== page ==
Bad news for Tesla, GM, Ford and, uh, lots of automakers.
President Trump and the Republican-controlled House and Senate are keen to dramatically overhaul the US tax code, which isn't surprising. There could be some good things to come of this, and some not so good things. It all depends on whom you ask. Automakers, however, aren't too pleased with the initial House proposal to repeal the $7,500 federal EV tax credit after the 2017 tax year. Automotive News reached out to a number of auto industry insiders, and all were concerned about the proposed cut.
"There is no question that the elimination of the federal electric vehicle tax credit will impact the choices of prospective buyers and make the electric vehicle mandate in 10 states - about a third of the market - even more difficult to meet," said Gloria Bergquist, spokeswoman for the Alliance of Automobile Manufacturers. Furthermore, this proposal puts the car industry "in the middle between contradictory government policies." On the one hand, the proposed overhaul favors large corporations, but at the same time automakers, both foreign and domestic, are right now planning to launch a lot of new EVs.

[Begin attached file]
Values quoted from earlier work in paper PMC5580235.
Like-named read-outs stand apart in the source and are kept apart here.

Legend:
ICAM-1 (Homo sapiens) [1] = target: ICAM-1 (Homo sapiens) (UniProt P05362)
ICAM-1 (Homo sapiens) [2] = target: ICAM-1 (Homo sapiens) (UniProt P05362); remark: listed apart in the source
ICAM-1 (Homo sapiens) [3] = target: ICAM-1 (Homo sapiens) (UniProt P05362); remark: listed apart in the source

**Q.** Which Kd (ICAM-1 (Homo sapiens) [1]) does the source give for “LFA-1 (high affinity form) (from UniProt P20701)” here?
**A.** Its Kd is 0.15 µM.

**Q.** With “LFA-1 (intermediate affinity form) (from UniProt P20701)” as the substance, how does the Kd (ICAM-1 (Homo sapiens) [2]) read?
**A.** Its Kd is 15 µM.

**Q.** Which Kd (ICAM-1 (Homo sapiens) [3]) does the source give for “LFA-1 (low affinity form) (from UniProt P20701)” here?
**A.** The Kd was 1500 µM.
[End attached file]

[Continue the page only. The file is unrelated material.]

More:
Considering EV sales are already relatively slow in the US, eliminating the $7,500 credit could, and likely will, discourage future buyers who aren't already on the EV bandwagon. Those who support the repeal are arguing that EV buyers are, generally speaking, wealthier than average car buyers and can afford to make do without the credit. Automotive News further points that Tesla especially has a lot to lose if the proposed repeal goes into effect, and this comes just when it's working (more like struggling) to get its mainstream Model 3 into mass production.